There’s a shiny apple on a pedestal in Paris
and it’s not Steve Job’s.
It’s the Fourth Apple by Franck Scurti now to be seen in Place Clichy in the 9th district of Paris.
What used to stand on that same pedestal until 1942 was a bronze statue of Charles Fourier, an influential French utopian philosopher who has been credited to have coined the word “feminism” in 1837.
During the war, the statue in his honour was taken down and melted by the enemy German occupiers to make more ammunition. The pedestal has been empty ever since, until January 2011.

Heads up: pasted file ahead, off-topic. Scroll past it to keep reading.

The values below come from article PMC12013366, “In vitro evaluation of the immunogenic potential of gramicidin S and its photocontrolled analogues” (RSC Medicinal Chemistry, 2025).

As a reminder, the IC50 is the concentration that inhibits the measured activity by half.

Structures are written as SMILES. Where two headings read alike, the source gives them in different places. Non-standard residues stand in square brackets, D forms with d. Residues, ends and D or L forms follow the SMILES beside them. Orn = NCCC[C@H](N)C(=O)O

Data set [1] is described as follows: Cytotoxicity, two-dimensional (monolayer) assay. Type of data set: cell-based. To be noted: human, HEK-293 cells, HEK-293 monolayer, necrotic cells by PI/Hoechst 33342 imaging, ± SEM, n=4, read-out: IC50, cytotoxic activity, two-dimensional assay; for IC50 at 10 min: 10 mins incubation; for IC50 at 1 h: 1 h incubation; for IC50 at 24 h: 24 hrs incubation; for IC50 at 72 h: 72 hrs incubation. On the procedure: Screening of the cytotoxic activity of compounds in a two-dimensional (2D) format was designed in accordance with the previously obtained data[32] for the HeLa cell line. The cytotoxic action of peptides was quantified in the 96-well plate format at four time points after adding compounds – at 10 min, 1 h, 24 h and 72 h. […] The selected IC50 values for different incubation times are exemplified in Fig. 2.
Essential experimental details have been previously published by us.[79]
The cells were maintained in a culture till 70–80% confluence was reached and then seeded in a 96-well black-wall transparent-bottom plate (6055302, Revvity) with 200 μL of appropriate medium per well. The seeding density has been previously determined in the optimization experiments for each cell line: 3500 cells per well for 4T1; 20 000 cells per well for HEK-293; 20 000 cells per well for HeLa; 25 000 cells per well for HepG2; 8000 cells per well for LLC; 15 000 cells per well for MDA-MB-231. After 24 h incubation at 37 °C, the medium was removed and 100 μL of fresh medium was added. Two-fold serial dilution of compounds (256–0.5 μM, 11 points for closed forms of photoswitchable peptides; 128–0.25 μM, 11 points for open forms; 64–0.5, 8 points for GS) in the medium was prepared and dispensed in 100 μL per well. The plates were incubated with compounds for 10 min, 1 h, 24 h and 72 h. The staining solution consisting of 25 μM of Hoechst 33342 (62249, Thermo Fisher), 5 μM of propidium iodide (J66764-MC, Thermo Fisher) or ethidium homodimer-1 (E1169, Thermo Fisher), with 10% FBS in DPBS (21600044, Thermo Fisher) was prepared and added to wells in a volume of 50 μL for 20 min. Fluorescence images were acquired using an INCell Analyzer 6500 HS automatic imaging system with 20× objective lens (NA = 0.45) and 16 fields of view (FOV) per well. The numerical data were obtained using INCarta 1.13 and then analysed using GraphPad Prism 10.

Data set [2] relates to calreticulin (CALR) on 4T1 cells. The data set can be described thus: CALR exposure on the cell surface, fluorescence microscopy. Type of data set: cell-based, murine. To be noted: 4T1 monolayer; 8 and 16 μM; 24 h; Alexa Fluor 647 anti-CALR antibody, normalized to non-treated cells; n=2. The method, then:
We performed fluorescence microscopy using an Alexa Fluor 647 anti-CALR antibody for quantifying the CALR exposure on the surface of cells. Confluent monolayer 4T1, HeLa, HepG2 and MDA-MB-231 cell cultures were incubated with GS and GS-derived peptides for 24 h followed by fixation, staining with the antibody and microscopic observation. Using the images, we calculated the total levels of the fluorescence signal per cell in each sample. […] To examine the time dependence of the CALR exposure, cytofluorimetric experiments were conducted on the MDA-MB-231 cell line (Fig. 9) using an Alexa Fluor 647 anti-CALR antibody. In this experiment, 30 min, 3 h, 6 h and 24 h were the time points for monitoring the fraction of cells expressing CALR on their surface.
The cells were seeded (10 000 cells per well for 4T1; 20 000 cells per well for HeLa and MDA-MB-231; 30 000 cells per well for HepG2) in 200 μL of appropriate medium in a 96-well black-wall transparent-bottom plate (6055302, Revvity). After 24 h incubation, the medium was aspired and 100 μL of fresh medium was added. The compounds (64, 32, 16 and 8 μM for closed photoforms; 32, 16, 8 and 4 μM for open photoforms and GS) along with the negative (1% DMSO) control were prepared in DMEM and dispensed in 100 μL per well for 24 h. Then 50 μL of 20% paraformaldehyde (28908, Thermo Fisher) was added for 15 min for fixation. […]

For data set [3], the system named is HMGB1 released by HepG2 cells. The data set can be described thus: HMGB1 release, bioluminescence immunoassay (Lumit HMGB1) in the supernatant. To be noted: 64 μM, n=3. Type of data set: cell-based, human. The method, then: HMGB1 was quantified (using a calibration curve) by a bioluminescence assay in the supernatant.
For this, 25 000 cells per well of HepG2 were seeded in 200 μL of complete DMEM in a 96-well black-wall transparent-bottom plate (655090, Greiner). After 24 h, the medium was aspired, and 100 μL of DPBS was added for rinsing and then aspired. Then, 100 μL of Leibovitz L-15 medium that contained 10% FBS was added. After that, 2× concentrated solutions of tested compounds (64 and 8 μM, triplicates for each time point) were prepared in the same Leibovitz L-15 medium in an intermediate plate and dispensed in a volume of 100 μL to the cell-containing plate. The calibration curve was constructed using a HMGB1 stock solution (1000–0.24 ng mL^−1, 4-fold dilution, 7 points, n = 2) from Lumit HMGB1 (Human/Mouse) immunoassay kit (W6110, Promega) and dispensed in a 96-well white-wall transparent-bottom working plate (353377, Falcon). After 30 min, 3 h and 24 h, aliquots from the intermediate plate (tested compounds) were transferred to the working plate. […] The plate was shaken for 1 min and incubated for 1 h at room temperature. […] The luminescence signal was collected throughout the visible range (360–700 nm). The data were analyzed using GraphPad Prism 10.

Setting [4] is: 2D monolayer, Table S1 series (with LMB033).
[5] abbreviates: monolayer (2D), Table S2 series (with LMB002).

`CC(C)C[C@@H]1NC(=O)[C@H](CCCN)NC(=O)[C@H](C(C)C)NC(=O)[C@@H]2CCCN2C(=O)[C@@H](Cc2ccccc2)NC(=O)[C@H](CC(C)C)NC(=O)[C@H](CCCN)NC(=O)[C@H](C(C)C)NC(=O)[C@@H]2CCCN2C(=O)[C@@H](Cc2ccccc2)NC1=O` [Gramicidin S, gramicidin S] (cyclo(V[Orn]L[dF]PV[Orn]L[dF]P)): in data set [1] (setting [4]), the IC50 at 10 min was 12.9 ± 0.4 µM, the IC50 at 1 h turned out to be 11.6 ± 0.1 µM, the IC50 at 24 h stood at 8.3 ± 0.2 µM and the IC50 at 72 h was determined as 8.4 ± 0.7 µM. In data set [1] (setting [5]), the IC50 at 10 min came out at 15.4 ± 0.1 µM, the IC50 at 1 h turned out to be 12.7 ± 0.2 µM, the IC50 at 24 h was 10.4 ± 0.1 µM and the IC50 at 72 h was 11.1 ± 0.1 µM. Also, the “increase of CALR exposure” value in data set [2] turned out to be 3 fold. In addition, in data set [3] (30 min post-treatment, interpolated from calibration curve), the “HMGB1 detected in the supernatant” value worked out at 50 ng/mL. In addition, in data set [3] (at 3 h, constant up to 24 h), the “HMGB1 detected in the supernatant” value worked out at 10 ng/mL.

What were the first three apples before this?
Franck Scurti explains: the first apple was Eve’s, the second that of Paris and Venus, the third that of Newton
Why an apple to honour a utopian philosopher?
Fourier once said “the principle of harmony” dawned on him when he ended up paying a hundred times more for an apple in Paris than he would have had to in his native Besançon. It led him to mull on the fundamental chaos in the mechanism of industrialisation.
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